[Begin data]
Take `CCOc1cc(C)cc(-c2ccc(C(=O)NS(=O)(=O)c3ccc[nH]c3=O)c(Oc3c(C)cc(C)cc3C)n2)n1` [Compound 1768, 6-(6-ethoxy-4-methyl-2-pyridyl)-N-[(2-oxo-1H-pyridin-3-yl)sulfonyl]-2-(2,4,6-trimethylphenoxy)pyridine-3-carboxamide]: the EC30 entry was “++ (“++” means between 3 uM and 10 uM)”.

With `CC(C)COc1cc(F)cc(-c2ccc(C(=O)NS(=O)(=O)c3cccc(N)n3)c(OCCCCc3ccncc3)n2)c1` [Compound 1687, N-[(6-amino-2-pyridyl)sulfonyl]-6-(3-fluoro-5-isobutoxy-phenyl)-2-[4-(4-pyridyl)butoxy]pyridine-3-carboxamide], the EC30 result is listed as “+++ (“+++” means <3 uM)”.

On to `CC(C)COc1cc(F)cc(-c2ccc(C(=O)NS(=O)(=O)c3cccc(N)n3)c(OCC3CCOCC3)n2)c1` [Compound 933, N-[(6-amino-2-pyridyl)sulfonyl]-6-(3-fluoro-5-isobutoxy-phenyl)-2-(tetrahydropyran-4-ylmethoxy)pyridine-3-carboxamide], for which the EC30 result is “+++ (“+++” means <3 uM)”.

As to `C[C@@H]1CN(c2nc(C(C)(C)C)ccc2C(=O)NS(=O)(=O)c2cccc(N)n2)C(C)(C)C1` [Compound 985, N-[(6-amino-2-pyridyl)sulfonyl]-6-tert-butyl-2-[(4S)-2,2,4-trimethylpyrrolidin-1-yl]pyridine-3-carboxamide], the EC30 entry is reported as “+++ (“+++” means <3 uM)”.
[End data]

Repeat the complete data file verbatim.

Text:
Take `CCOc1cc(C)cc(-c2ccc(C(=O)NS(=O)(=O)c3ccc[nH]c3=O)c(Oc3c(C)cc(C)cc3C)n2)n1` [Compound 1768, 6-(6-ethoxy-4-methyl-2-pyridyl)-N-[(2-oxo-1H-pyridin-3-yl)sulfonyl]-2-(2,4,6-trimethylphenoxy)pyridine-3-carboxamide]: the EC30 entry was “++ (“++” means between 3 uM and 10 uM)”.

With `CC(C)COc1cc(F)cc(-c2ccc(C(=O)NS(=O)(=O)c3cccc(N)n3)c(OCCCCc3ccncc3)n2)c1` [Compound 1687, N-[(6-amino-2-pyridyl)sulfonyl]-6-(3-fluoro-5-isobutoxy-phenyl)-2-[4-(4-pyridyl)butoxy]pyridine-3-carboxamide], the EC30 result is listed as “+++ (“+++” means <3 uM)”.

On to `CC(C)COc1cc(F)cc(-c2ccc(C(=O)NS(=O)(=O)c3cccc(N)n3)c(OCC3CCOCC3)n2)c1` [Compound 933, N-[(6-amino-2-pyridyl)sulfonyl]-6-(3-fluoro-5-isobutoxy-phenyl)-2-(tetrahydropyran-4-ylmethoxy)pyridine-3-carboxamide], for which the EC30 result is “+++ (“+++” means <3 uM)”.

As to `C[C@@H]1CN(c2nc(C(C)(C)C)ccc2C(=O)NS(=O)(=O)c2cccc(N)n2)C(C)(C)C1` [Compound 985, N-[(6-amino-2-pyridyl)sulfonyl]-6-tert-butyl-2-[(4S)-2,2,4-trimethylpyrrolidin-1-yl]pyridine-3-carboxamide], the EC30 entry is reported as “+++ (“+++” means <3 uM)”.